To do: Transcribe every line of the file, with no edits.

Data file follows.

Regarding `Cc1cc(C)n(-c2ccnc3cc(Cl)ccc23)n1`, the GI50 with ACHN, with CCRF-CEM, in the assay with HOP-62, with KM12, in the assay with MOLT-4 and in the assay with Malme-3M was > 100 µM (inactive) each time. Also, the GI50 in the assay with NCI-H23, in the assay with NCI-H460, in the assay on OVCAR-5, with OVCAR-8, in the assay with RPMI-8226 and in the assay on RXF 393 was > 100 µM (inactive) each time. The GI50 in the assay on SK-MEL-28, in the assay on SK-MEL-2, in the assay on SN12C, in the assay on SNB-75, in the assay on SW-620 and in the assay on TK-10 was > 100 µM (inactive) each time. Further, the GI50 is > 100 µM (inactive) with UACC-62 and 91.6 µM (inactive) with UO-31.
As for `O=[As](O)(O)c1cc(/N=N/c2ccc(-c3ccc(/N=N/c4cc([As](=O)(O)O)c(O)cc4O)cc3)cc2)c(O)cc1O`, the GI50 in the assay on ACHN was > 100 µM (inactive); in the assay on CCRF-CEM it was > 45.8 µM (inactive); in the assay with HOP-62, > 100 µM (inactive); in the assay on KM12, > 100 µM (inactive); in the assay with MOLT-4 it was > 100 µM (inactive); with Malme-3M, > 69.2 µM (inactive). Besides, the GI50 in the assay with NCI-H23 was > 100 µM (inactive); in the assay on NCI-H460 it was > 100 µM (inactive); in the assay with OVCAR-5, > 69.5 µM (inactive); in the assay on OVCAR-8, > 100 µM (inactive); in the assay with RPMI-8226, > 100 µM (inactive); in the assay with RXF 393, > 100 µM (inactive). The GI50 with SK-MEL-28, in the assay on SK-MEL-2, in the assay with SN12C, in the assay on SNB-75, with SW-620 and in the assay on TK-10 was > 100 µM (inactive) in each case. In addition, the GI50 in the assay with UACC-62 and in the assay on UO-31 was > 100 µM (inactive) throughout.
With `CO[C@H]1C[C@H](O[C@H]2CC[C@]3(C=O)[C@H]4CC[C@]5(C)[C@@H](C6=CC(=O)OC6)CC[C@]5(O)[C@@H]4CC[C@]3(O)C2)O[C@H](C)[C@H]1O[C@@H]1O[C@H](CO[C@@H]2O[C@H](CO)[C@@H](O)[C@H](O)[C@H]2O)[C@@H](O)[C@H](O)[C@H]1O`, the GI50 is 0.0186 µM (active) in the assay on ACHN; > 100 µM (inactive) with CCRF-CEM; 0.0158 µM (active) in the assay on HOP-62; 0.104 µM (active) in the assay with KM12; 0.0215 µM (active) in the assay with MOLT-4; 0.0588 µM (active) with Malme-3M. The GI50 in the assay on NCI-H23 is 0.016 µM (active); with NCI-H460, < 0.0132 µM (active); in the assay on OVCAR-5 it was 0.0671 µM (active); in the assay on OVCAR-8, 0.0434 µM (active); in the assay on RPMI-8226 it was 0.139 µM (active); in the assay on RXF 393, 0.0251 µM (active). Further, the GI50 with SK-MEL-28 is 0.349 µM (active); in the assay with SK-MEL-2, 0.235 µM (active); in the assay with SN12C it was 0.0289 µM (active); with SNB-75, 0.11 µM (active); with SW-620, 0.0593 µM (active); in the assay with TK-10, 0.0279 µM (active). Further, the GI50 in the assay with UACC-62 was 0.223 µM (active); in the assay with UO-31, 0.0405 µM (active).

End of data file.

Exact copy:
Regarding `Cc1cc(C)n(-c2ccnc3cc(Cl)ccc23)n1`, the GI50 with ACHN, with CCRF-CEM, in the assay with HOP-62, with KM12, in the assay with MOLT-4 and in the assay with Malme-3M was > 100 µM (inactive) each time. Also, the GI50 in the assay with NCI-H23, in the assay with NCI-H460, in the assay on OVCAR-5, with OVCAR-8, in the assay with RPMI-8226 and in the assay on RXF 393 was > 100 µM (inactive) each time. The GI50 in the assay on SK-MEL-28, in the assay on SK-MEL-2, in the assay on SN12C, in the assay on SNB-75, in the assay on SW-620 and in the assay on TK-10 was > 100 µM (inactive) each time. Further, the GI50 is > 100 µM (inactive) with UACC-62 and 91.6 µM (inactive) with UO-31.
As for `O=[As](O)(O)c1cc(/N=N/c2ccc(-c3ccc(/N=N/c4cc([As](=O)(O)O)c(O)cc4O)cc3)cc2)c(O)cc1O`, the GI50 in the assay on ACHN was > 100 µM (inactive); in the assay on CCRF-CEM it was > 45.8 µM (inactive); in the assay with HOP-62, > 100 µM (inactive); in the assay on KM12, > 100 µM (inactive); in the assay with MOLT-4 it was > 100 µM (inactive); with Malme-3M, > 69.2 µM (inactive). Besides, the GI50 in the assay with NCI-H23 was > 100 µM (inactive); in the assay on NCI-H460 it was > 100 µM (inactive); in the assay with OVCAR-5, > 69.5 µM (inactive); in the assay on OVCAR-8, > 100 µM (inactive); in the assay with RPMI-8226, > 100 µM (inactive); in the assay with RXF 393, > 100 µM (inactive). The GI50 with SK-MEL-28, in the assay on SK-MEL-2, in the assay with SN12C, in the assay on SNB-75, with SW-620 and in the assay on TK-10 was > 100 µM (inactive) in each case. In addition, the GI50 in the assay with UACC-62 and in the assay on UO-31 was > 100 µM (inactive) throughout.
With `CO[C@H]1C[C@H](O[C@H]2CC[C@]3(C=O)[C@H]4CC[C@]5(C)[C@@H](C6=CC(=O)OC6)CC[C@]5(O)[C@@H]4CC[C@]3(O)C2)O[C@H](C)[C@H]1O[C@@H]1O[C@H](CO[C@@H]2O[C@H](CO)[C@@H](O)[C@H](O)[C@H]2O)[C@@H](O)[C@H](O)[C@H]1O`, the GI50 is 0.0186 µM (active) in the assay on ACHN; > 100 µM (inactive) with CCRF-CEM; 0.0158 µM (active) in the assay on HOP-62; 0.104 µM (active) in the assay with KM12; 0.0215 µM (active) in the assay with MOLT-4; 0.0588 µM (active) with Malme-3M. The GI50 in the assay on NCI-H23 is 0.016 µM (active); with NCI-H460, < 0.0132 µM (active); in the assay on OVCAR-5 it was 0.0671 µM (active); in the assay on OVCAR-8, 0.0434 µM (active); in the assay on RPMI-8226 it was 0.139 µM (active); in the assay on RXF 393, 0.0251 µM (active). Further, the GI50 with SK-MEL-28 is 0.349 µM (active); in the assay with SK-MEL-2, 0.235 µM (active); in the assay with SN12C it was 0.0289 µM (active); with SNB-75, 0.11 µM (active); with SW-620, 0.0593 µM (active); in the assay with TK-10, 0.0279 µM (active). Further, the GI50 in the assay with UACC-62 was 0.223 µM (active); in the assay with UO-31, 0.0405 µM (active).